What increases my risk for pelvic organ prolapse?

Diana Meeks
Diana Meeks on behalf of Sigma Nursing
Family Practitioner

Pregnancy and vaginal delivery of your baby are most likely to increase your risk for pelvic organ prolapse (POP). The more babies you deliver vaginally, the more your risk increases. Also, having surgery in the pelvic area increases the likelihood that the muscles, nerves or connective tissue in the pelvis will sustain damage and cause a prolapse. Some health issues, such as being obese, having a chronic cough or having a tumor or nerve damage in the pelvic area also increase your risk, as these conditions can strain or damage the pelvic muscles and tissues.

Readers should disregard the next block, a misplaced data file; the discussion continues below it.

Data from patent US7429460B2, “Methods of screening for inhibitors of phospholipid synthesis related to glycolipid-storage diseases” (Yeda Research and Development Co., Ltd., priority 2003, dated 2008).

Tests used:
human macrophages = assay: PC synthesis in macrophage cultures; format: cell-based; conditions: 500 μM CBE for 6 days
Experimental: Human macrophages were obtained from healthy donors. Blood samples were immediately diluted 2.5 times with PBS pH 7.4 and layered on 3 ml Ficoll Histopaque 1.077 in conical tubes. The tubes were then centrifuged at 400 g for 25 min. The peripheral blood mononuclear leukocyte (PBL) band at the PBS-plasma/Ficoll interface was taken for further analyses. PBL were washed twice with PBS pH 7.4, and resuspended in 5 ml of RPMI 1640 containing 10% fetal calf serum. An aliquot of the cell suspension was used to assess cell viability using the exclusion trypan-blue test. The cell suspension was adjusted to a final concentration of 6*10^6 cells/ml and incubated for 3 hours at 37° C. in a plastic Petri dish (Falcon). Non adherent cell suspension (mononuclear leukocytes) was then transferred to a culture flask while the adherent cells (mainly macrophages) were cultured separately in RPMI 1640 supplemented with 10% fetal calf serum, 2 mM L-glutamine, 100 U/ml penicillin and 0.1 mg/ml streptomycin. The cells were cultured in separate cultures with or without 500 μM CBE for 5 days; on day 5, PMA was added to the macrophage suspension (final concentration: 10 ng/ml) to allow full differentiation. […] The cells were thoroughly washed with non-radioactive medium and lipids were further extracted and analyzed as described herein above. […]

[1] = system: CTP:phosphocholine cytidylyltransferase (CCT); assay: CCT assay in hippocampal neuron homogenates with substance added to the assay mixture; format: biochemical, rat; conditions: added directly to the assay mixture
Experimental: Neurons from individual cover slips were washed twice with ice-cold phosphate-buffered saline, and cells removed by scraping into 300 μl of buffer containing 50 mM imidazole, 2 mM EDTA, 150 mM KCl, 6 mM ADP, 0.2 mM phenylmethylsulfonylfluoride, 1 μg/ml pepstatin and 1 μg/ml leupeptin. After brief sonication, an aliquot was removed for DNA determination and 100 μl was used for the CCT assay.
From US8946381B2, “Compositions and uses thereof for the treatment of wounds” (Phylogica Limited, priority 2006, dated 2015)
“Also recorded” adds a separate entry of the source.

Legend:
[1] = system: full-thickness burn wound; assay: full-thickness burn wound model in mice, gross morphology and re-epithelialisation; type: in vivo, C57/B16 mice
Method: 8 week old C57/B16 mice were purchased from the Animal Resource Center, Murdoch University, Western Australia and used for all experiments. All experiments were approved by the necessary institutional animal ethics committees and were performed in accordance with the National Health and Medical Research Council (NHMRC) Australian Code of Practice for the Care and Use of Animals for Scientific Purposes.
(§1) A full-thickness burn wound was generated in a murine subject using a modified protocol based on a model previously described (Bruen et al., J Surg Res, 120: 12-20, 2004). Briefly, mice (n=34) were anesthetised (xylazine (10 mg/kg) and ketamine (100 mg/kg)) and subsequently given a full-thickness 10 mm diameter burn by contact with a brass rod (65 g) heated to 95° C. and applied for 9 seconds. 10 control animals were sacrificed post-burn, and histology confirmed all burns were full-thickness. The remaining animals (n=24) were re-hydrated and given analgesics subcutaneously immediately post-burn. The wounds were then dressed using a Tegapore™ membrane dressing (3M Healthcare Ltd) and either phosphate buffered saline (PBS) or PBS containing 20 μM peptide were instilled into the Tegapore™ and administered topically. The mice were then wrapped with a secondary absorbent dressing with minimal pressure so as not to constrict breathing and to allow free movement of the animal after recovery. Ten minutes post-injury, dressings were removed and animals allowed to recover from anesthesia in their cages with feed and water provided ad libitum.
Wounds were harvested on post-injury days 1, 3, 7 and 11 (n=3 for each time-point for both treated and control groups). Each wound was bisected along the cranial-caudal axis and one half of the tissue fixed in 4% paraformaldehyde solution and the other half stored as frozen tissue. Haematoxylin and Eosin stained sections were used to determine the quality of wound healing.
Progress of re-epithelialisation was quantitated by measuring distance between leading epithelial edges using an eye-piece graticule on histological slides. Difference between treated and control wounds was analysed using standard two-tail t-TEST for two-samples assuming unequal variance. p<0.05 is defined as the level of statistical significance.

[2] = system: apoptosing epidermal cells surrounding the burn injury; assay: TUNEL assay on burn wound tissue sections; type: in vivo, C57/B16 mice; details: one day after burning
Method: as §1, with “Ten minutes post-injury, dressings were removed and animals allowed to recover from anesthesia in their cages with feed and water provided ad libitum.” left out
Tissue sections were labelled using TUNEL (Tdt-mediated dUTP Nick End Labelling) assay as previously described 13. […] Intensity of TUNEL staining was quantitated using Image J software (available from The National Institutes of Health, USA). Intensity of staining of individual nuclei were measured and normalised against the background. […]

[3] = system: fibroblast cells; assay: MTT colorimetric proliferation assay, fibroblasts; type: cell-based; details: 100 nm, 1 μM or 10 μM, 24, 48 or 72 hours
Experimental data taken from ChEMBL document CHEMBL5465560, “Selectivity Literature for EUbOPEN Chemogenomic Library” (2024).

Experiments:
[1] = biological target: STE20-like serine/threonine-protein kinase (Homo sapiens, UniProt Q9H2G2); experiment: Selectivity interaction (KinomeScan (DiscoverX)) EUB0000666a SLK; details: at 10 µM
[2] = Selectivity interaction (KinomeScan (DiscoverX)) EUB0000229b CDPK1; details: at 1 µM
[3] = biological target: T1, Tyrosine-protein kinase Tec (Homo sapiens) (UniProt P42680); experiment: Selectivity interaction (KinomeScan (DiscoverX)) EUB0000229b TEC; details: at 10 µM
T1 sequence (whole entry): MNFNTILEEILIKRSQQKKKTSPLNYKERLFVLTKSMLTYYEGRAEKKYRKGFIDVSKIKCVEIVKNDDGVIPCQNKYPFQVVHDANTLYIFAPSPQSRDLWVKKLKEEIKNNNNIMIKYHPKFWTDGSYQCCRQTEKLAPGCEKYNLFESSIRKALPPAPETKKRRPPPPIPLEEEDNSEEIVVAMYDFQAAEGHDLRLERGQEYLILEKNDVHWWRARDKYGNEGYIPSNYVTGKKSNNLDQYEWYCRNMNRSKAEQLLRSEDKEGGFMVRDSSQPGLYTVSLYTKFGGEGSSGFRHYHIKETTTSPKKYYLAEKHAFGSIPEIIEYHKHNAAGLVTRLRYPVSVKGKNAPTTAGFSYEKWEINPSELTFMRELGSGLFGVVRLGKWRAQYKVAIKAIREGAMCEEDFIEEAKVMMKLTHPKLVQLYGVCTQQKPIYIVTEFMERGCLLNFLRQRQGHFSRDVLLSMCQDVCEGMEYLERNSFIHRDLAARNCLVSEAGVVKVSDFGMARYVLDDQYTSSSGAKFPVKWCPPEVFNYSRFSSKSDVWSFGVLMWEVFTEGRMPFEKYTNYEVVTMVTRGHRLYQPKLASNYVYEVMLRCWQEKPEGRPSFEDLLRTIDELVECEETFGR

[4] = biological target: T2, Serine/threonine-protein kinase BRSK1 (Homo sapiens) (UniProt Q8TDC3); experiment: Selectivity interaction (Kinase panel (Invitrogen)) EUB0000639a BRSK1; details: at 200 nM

Other risk factors that can damage the pelvic muscles and tissue include lifting heavy objects, strenuous exercise, and having bowel movements that cause you to strain. Your risk also increases as you get older, since aging can negatively affect the pelvic muscles, tissue and organs. A family history of pelvic organ prolapse also increases your risk, as the condition may be hereditary in some cases.

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Important: This content reflects information from various individuals and organizations and may offer alternative or opposing points of view. It should not be used for medical advice, diagnosis or treatment. As always, you should consult with your healthcare provider about your specific health needs.